Next, we will create the same procedure 

CREATE OR REPLACE PROCEDURE spl_perform_transaction (data_id bigint)
    found boolean := FALSE;
    data_row user_data%ROWTYPE;
    -- CHECK if VALUE Exists or not
    SELECT CASE WHEN COUNT(1) > 0 THEN TRUE ELSE FALSE END INTO found FROM user_data WHERE id = data_id;
    IF NOT found THEN
        DBMS_OUTPUT.PUT_LINE ('Data ID doesn’t exists');
        DBMS_OUTPUT.PUT_LINE ('Inserting ID '||data_id);
        INSERT INTO user_data VALUES (data_id, cash_words(data_id::money));
        SELECT * INTO data_row FROM user_data WHERE id = data_id;
        DBMS_OUTPUT.PUT_LINE ('Data ID already exists');
        DBMS_OUTPUT.PUT_LINE ('ID: ' || || ' | data: ' ||;
    END IF;

After creating a table and procedure, let’s start profiling the execution of the spl_perform_transaction procedure.

edb=# EXEC dbms_profiler.start_profiler('profile spl_perform_transaction_check');

EDB-SPL Procedure successfully completed

After starting the named profiling of a session, let’s execute the procedure:

edb=# EXEC dbms_profiler.start_profiler('profile spl_perform_transaction_check');

EDB-SPL Procedure successfully completed
edb=# exec spl_perform_transaction(3989890);
Data ID already exists
ID: 3989890 | data: Three million nine hundred eighty nine thousand eight hundred ninety dollars and zero cents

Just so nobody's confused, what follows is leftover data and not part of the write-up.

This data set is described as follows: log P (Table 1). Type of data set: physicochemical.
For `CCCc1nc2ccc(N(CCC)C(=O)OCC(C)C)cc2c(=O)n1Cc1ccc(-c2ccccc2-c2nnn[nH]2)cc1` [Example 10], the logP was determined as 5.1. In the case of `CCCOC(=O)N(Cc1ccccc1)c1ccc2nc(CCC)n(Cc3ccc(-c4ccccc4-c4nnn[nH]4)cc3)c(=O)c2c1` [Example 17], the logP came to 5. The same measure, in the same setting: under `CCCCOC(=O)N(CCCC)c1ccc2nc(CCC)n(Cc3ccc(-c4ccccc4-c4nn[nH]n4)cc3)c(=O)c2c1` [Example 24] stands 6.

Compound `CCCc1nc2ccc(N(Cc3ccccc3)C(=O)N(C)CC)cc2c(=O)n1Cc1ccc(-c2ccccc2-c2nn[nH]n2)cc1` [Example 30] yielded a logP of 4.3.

EDB-SPL Procedure successfully completed
edb=# exec spl_perform_transaction(3989899);
Data ID doesn’t exists
Inserting ID 3989899

Now, we can stop the profiler after the execution of the procedure.

edb=# EXEC dbms_profiler.stop_profiler;

EDB-SPL Procedure successfully completed

Now we have data to find total excess runtime in our procedure. To find the excess runtime, we need to start by finding the runid of our session profile. A developer can use the following query to find the runid:

edb=# SELECT runid FROM plsql_profiler_runs WHERE run_comment = 'profile spl_perform_transaction_check';

After finding the runid, we could use the following SQL to find the procedure’s line numbers which are slower than we’d like:

SELECT a.runid,
         a.run_total_time / 1000000000 run_secs, c.total_occur,
         c.total_time / 1000000000 line_total_secs, c.line#, u.text
    FROM plsql_profiler_runs a,
         plsql_profiler_units b,
         plsql_profiler_data c,
         user_source u
   WHERE a.runid = b.runid
     AND a.runid = c.runid
     AND UPPER(split_part(b.unit_name,'(',1)) = u.NAME
     AND c.line#  = u.line
     AND c.total_time / 1000000000 > 0
     AND a.runid=4;

 runid | run_secs | total_occur |    line_total_secs     | line# |                                                   text
     4 |        0 |           2 |                1.3e-14 |     4 |     data_row user_data%ROWTYPE;
     4 |        0 |           2 |             1.2165e-11 |     6 |     -- CHECK if VALUE Exists or not